There is a need accordingly, for water conditioning units which are effective for their intended purpose and which are simple in design and economical to manufacture. There is also a need to provide a basic design for a water conditioning unit and which is subject to ready variance in its application of the flux fields to the water being treated so as to enable establishment of the best operating design parameters for the unit under any one set of water treatment operating conditions.
The inventor utilizes small, preferably cylindrical disc shaped permanent magnets which are polarized along a diametric dimension of the magnet so that the opposite pole faces face radially outwardly at the lateral surfaces of the magnets. The magnets are preferably cylindrical in shape and with diameters that exceed their height dimensions, and a plurality of the magnets are assembled in an end-to-end coaxial arrangement that provides an elongated array or assembly in which the polar axes of the respective magnets are normal to the longitudinal axis of the elongated array. As will be subsequently seen, this approach to establishing the magnetic field encountered in the water conditioner facilitates a substantial field variance capability within the water conditioning unit, and without any structural changes in the physical design dimensions of the unit. The approach accordingly enables the evaluation of the design so as to arrive at optimum flux field arrangement for determining the maximum capacity of the unit for any one type of calcarious water contemplated for treatment.
To establish a path of flow for the water through the conditioner and which will permit comparative evaluations of the treatments accorded the waters by different polar arrangements of the magnets, the inventor houses the array of magnets in a hollow form fitting extruded component or member that has a preferably cylindrical sheath which surrounds the magnets and which is provided with circumferentially spaced apart and radially protecting elongated ribs that serve to channel the flow of the fluid through the water conditioning unit. At the opposite ends of the array housing, the end openings of the sheath are covered by end caps that are designed to provide the fluid inlet and discharge outlet to the magnetic treatment zone of the water conditioner. These end caps are also designed to provide return passageways that communicate with the ends of adjacent channels that are provided by the rib structure, and the arrangement is such that the flow of fluid through the magnetic treatment zone in the adjacent channels is in parallel with the axis of the magnetic array but in opposite parallel directions in the adjacent channels. The end caps and ribbed sheath members of the array housing are formed from non-magnetic materials having a low permeability and are preferably formed from one of the well known extrudable and/or moldable thermoplastic materials so as to avoid short circuiting of the magnetic fields generated by the magnetic array.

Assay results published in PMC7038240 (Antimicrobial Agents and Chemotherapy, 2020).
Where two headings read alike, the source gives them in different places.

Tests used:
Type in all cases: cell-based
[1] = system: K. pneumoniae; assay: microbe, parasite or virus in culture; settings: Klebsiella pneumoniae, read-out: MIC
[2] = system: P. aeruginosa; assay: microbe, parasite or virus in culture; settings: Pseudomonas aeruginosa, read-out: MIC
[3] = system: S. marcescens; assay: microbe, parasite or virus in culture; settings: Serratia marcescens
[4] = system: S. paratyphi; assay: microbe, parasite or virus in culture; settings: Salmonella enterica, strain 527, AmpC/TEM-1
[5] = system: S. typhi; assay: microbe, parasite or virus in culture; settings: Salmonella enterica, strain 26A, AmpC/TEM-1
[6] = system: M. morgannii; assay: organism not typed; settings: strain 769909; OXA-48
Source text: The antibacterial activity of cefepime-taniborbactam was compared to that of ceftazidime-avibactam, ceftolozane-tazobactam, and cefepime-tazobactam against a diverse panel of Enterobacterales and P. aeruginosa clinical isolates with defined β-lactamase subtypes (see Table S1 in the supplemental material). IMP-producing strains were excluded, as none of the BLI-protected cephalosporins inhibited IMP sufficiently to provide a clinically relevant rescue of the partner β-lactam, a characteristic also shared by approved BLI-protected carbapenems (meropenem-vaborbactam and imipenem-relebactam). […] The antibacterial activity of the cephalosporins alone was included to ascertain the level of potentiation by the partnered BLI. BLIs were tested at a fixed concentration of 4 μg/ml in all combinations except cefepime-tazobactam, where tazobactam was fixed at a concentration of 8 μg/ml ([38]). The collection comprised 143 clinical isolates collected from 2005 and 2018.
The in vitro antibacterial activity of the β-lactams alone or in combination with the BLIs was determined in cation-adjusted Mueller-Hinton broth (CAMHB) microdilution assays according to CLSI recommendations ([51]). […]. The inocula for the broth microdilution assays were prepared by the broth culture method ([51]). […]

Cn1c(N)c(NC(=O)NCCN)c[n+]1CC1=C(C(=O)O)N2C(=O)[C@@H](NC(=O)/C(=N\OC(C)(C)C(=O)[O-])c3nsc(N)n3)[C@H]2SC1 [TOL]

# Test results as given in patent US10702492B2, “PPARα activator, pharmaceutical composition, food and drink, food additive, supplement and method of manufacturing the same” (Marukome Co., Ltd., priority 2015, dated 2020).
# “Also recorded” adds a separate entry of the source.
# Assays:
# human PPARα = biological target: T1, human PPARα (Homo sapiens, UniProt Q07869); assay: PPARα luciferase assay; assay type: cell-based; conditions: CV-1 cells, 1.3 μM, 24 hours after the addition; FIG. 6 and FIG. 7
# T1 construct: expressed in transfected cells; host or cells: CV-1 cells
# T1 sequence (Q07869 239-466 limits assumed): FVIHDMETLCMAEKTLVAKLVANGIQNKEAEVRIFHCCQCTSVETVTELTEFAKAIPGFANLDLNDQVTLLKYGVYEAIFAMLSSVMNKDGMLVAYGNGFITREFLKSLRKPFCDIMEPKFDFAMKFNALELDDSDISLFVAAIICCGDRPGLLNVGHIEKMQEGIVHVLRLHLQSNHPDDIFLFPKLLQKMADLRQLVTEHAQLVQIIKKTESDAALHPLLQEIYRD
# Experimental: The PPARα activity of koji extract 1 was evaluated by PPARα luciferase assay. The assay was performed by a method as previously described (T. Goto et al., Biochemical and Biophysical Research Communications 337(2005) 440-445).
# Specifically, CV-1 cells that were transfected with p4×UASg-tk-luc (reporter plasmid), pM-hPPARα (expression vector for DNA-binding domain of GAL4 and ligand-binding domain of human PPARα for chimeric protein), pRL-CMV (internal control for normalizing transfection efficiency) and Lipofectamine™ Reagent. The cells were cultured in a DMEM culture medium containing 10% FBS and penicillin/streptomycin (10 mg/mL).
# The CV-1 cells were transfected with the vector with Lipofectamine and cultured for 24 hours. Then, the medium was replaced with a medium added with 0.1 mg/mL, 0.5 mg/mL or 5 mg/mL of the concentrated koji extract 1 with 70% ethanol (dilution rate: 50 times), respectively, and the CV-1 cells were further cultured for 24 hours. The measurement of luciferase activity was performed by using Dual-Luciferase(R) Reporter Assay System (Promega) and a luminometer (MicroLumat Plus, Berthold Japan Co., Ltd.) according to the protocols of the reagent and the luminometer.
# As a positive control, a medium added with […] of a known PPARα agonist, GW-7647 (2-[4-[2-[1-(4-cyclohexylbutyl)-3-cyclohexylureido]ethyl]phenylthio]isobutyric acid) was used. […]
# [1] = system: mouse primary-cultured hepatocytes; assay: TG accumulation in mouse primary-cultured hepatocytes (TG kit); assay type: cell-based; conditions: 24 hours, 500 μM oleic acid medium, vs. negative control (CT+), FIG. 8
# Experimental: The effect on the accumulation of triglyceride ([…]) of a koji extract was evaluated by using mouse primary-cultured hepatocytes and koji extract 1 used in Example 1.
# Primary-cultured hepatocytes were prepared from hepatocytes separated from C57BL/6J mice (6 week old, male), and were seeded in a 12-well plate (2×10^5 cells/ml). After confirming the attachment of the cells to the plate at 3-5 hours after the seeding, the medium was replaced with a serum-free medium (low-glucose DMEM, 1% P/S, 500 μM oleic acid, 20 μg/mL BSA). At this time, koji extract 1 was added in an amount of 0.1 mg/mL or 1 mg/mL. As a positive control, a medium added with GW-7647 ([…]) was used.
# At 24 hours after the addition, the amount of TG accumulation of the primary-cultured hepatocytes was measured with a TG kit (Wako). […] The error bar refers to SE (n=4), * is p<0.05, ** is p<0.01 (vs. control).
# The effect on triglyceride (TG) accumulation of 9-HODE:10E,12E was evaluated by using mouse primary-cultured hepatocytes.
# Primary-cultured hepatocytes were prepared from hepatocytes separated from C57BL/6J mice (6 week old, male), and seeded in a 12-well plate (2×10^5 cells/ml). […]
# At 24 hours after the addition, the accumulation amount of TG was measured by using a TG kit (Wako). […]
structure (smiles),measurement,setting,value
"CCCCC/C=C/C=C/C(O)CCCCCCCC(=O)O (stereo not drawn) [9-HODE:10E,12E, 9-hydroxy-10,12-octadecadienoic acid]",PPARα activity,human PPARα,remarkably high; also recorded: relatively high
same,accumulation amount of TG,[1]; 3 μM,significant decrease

The magnets of the array are preferably annular, and the housing end caps are also preferably provided with apertures that are axially aligned with the center openings of the magnets. This facilitates the use of an elongated fastener that extends through the coaxially arranged openings in clamping the magnets between the end caps. This elongated fastener may be made from material such as aluminum or brass, but it is preferably made from ferromagnetic material having a greater permeance than that of the magnets so as to provide a short circuit for the magnetic flux in the aperture area of the annular magnets of the array.
The assembled housing for the magnetic array is designed so that the cylindrical side wall of the end caps together with the lateral edges of the ribs fall in the lateral surface area of a right, circular cylinder having a diameter that is substantially equal to the inside wall diameter of a conventional pipe section so that the assembly can be readily inserted in the pipe section. With this arrangement, the inner cylinder wall of the pipe section serves to close the open channels of the rib structure and thus cooperate in providing an elongated flow passage through the magnetic treatment zone of the conditioner. The pipe section is preferably made of ferromagnetic material, and may be a section of conventional iron pipe so as to provide a return path for the flux generated by the array of magnets, as will be subsequently seen.
The housing may be retained in position in the pipe section and restrained from axial movement by any suitable means, and it is conveniently retained in position through the use of conventional end caps that are provided with suitable threaded openings for use in coupling the conditioner to delivery and discharge conduits used in feeding and conveying the water to and from the treating units.